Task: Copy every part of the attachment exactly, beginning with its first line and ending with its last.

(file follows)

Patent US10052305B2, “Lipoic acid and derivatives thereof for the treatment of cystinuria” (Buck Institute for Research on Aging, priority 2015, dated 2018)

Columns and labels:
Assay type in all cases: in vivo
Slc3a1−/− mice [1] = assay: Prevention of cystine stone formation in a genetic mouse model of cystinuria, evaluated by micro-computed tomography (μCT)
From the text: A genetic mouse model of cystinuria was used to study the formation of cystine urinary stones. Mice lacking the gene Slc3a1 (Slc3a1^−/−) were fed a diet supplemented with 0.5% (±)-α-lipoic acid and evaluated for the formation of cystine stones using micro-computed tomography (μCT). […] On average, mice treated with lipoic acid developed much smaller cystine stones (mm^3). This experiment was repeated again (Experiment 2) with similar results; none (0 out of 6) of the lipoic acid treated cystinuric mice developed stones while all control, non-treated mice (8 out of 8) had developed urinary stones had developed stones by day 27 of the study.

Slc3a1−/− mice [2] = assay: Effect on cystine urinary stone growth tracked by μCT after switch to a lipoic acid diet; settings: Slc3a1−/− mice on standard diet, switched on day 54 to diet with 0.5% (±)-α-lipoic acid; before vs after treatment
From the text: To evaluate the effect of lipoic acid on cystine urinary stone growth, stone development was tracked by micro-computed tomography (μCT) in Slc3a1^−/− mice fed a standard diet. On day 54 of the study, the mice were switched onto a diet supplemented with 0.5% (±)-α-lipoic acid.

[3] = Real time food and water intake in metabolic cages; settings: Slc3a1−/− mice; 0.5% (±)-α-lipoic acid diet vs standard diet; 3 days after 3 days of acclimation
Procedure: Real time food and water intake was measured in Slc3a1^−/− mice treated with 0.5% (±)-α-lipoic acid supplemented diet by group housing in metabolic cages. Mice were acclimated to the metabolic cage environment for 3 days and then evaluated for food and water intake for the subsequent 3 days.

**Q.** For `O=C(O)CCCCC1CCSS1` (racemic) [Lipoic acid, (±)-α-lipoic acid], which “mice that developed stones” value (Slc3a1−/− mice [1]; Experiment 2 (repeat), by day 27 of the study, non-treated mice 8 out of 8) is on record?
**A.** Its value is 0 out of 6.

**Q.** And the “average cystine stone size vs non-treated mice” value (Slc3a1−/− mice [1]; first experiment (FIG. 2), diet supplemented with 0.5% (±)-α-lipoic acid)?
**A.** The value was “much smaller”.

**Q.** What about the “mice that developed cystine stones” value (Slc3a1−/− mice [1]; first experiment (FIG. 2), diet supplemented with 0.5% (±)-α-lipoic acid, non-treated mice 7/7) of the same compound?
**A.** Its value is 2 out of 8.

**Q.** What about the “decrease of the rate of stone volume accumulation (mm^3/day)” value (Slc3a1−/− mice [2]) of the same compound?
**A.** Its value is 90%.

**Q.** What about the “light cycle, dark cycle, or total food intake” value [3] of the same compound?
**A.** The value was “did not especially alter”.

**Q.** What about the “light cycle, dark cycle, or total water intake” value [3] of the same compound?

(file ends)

Patent US10052305B2, “Lipoic acid and derivatives thereof for the treatment of cystinuria” (Buck Institute for Research on Aging, priority 2015, dated 2018)

Columns and labels:
Assay type in all cases: in vivo
Slc3a1−/− mice [1] = assay: Prevention of cystine stone formation in a genetic mouse model of cystinuria, evaluated by micro-computed tomography (μCT)
From the text: A genetic mouse model of cystinuria was used to study the formation of cystine urinary stones. Mice lacking the gene Slc3a1 (Slc3a1^−/−) were fed a diet supplemented with 0.5% (±)-α-lipoic acid and evaluated for the formation of cystine stones using micro-computed tomography (μCT). […] On average, mice treated with lipoic acid developed much smaller cystine stones (mm^3). This experiment was repeated again (Experiment 2) with similar results; none (0 out of 6) of the lipoic acid treated cystinuric mice developed stones while all control, non-treated mice (8 out of 8) had developed urinary stones had developed stones by day 27 of the study.

Slc3a1−/− mice [2] = assay: Effect on cystine urinary stone growth tracked by μCT after switch to a lipoic acid diet; settings: Slc3a1−/− mice on standard diet, switched on day 54 to diet with 0.5% (±)-α-lipoic acid; before vs after treatment
From the text: To evaluate the effect of lipoic acid on cystine urinary stone growth, stone development was tracked by micro-computed tomography (μCT) in Slc3a1^−/− mice fed a standard diet. On day 54 of the study, the mice were switched onto a diet supplemented with 0.5% (±)-α-lipoic acid.

[3] = Real time food and water intake in metabolic cages; settings: Slc3a1−/− mice; 0.5% (±)-α-lipoic acid diet vs standard diet; 3 days after 3 days of acclimation
Procedure: Real time food and water intake was measured in Slc3a1^−/− mice treated with 0.5% (±)-α-lipoic acid supplemented diet by group housing in metabolic cages. Mice were acclimated to the metabolic cage environment for 3 days and then evaluated for food and water intake for the subsequent 3 days.

**Q.** For `O=C(O)CCCCC1CCSS1` (racemic) [Lipoic acid, (±)-α-lipoic acid], which “mice that developed stones” value (Slc3a1−/− mice [1]; Experiment 2 (repeat), by day 27 of the study, non-treated mice 8 out of 8) is on record?
**A.** Its value is 0 out of 6.

**Q.** And the “average cystine stone size vs non-treated mice” value (Slc3a1−/− mice [1]; first experiment (FIG. 2), diet supplemented with 0.5% (±)-α-lipoic acid)?
**A.** The value was “much smaller”.

**Q.** What about the “mice that developed cystine stones” value (Slc3a1−/− mice [1]; first experiment (FIG. 2), diet supplemented with 0.5% (±)-α-lipoic acid, non-treated mice 7/7) of the same compound?
**A.** Its value is 2 out of 8.

**Q.** What about the “decrease of the rate of stone volume accumulation (mm^3/day)” value (Slc3a1−/− mice [2]) of the same compound?
**A.** Its value is 90%.

**Q.** What about the “light cycle, dark cycle, or total food intake” value [3] of the same compound?
**A.** The value was “did not especially alter”.

**Q.** What about the “light cycle, dark cycle, or total water intake” value [3] of the same compound?